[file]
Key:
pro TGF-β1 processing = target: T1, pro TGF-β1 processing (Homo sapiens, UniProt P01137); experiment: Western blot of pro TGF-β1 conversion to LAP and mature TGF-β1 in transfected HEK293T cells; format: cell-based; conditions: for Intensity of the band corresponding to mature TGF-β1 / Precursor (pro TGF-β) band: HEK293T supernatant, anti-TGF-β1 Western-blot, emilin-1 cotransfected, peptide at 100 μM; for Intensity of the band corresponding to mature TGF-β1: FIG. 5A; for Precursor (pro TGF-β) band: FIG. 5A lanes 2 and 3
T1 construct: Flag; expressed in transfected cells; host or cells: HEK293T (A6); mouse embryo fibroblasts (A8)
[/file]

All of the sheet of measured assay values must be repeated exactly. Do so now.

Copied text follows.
Key:
pro TGF-β1 processing = target: T1, pro TGF-β1 processing (Homo sapiens, UniProt P01137); experiment: Western blot of pro TGF-β1 conversion to LAP and mature TGF-β1 in transfected HEK293T cells; format: cell-based; conditions: for Intensity of the band corresponding to mature TGF-β1 / Precursor (pro TGF-β) band: HEK293T supernatant, anti-TGF-β1 Western-blot, emilin-1 cotransfected, peptide at 100 μM; for Intensity of the band corresponding to mature TGF-β1: FIG. 5A; for Precursor (pro TGF-β) band: FIG. 5A lanes 2 and 3
T1 construct: Flag; expressed in transfected cells; host or cells: HEK293T (A6); mouse embryo fibroblasts (A8)